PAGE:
I pretty much live the life of a hermit these days, only seeing my brother and his family from time to time.
I used to think of hermits as people who went and lived on mountains because they wanted to get away from an overcrowded, busy, tiresome world. But now I suspect that they had probably been expelled from society for one reason or other, or maybe none at all. They didn’t want to live on top of mountains. There just wasn’t anywhere else they could live.
And yet, even if I have become a hermit, I feel that I have friends all over the world.
Never more so than today, with all the advice I’ve been offered about what new computer to buy or build.
It’s rather heart-warming. And it’s a strange new experience for me, to live more or less entirely alone, and yet to feel surrounded by far distant friends and well-wishers. In the past when I hardly knew anybody – as would happen from time to time, usually when I moved from one place to another – the isolation could be rather dispiriting. But these days I’m not in the least bit dispirited or depressed. I feel I know lots of people.
All the same, I’d like to be able to sit in a pub, and drink a pint of beer, and smoke a cigarette, and meet people face to face. But that’s not been possible since the smoking ban, now that a key element of relaxation and enjoyment has been forbidden, and I can only stand being inside a pub for half an hour maximum. They may as well have fixed upward-pointing spikes on all the seats inside pubs. And knowing them and their spiteful ways, they’re probably planning to do exactly that – as a ‘health measure’ to make people do some exercise, by getting them to immediately stand up again after sitting down for half a second.
All of which reminds me that I’m supposed to be writing the ISIS survey report. I spent January and early February mulling over the data, seeing what I could glean from it, and I now think I’ve learned all I can. It’s a matter of just putting it together, and publishing it – if I can stop myself from being diverted by stuff like DA14.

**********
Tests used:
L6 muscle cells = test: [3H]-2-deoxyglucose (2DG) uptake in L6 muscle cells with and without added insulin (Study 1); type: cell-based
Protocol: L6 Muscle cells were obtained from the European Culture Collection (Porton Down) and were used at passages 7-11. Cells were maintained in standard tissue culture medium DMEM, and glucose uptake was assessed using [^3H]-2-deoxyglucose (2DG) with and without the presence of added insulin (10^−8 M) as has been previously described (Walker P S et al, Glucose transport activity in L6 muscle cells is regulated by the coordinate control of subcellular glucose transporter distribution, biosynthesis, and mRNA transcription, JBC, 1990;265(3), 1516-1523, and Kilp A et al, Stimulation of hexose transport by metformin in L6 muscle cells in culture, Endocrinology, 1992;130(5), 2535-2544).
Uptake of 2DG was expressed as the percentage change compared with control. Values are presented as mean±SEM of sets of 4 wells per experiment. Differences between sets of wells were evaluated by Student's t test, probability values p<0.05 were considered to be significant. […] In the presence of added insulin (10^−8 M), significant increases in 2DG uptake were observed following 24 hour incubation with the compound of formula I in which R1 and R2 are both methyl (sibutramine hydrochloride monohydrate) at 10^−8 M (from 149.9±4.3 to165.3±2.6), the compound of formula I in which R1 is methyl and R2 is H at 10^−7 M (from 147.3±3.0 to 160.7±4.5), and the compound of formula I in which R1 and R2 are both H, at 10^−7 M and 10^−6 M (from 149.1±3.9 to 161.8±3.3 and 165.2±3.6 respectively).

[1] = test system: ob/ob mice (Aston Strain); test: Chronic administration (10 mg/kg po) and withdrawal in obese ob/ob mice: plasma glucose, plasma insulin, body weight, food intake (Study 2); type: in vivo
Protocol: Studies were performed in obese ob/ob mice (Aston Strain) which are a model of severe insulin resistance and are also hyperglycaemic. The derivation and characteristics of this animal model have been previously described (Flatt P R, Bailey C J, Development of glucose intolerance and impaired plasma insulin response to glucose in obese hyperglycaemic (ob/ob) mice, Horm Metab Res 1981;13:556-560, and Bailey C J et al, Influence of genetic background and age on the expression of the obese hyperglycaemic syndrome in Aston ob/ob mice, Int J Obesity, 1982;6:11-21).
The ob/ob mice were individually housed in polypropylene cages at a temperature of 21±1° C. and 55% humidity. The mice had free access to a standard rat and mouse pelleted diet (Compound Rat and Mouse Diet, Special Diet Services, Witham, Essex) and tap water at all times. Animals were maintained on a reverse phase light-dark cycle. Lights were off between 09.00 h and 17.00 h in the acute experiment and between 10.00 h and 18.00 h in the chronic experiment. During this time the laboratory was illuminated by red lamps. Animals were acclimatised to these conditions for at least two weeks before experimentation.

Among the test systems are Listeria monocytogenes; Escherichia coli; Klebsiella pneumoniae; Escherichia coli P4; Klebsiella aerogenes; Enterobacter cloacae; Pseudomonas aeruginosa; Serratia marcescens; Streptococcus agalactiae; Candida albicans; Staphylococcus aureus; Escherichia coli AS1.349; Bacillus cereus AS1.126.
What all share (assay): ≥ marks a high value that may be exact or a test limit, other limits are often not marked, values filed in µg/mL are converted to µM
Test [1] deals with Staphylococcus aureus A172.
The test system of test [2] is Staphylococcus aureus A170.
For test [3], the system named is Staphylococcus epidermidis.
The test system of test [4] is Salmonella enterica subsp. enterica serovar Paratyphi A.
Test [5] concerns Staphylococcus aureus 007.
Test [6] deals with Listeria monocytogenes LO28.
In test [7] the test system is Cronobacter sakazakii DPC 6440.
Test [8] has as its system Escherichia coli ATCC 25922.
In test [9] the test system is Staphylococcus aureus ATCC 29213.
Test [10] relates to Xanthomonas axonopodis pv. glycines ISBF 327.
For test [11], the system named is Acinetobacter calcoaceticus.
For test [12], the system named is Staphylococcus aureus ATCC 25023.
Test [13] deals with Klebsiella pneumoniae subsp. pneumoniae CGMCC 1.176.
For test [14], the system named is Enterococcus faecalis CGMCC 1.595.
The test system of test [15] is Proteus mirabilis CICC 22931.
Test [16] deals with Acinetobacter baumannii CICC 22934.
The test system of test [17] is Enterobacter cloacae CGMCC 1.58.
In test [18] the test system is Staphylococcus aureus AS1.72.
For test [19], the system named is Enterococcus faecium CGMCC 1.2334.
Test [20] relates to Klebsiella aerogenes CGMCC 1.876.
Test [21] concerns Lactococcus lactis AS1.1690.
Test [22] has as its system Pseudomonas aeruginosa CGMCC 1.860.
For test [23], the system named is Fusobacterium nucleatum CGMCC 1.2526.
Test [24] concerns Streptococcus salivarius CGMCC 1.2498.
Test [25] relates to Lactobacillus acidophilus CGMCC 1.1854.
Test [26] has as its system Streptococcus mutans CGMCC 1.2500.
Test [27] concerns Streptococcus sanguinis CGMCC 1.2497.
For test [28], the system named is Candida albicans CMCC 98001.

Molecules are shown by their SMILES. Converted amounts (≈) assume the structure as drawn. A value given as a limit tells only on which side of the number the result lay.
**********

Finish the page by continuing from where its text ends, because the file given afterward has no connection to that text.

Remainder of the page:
But in that respect I face one difficulty. I have a natural way of writing, and it’s the way I write this blog. It’s the same way that I wrote in the copious journal that I kept for many years (and still keep). It’s first person singular. And I find writing that way very easy. And that makes it rather hard to write in any other way. And yet most academic papers/reports/studies aren’t written that way. They tend to be third person impersonal. The ‘person’ very often completely vanishes.
And yet sometimes re-emerges. I remember reading a book about moral philosophy some years ago, which was rather dense and abstract and impersonal until on the last page, the author – some American academic – wrote that he’d been writing this book in his study at home, with his dog curled up asleep beside him, and a view of a forest in the distance out of the window. And with those few words, this dusty academic came alive, and real. He had a dog! There was a view from his window! Perhaps he drank coffee? Perhaps he smoked? I was enchanted.
A similar thing happened when some girl phoned about my gas bill a few weeks back. She apologised for having a bit of a cold, and for her voice being so nasal as to be hard to understand. And with that she became a person. And a person who had a bit of a cold. So when she phoned a few days later, I asked,
“Has your cold got better?”
“Oh, yes!” she replied brightly. “It was really pretty awful for a few days, but it’s much better now.”
And I was far more co-operative with her than I usually am with such people.
Anyway, if I could write the ISIS report the way I usually write, it would be easy to write. But, feeling that I should write impersonally, it looks hard to write. And so I’m thinking of including lots of pie charts and graphs, and let them do the talking, and keep my own written input to an impersonal minimum.
Anyway, I’m very much inclined to take up Bucko’s offer to build me a computer. And one of the reasons for that is that he’s one of us. He’s one of the blogging fraternity, who are all also people with their own personal foibles, and even their own personal coughs and colds, and perhaps even dogs curled up beside them. And I’d far rather hand money to one of us than one of them.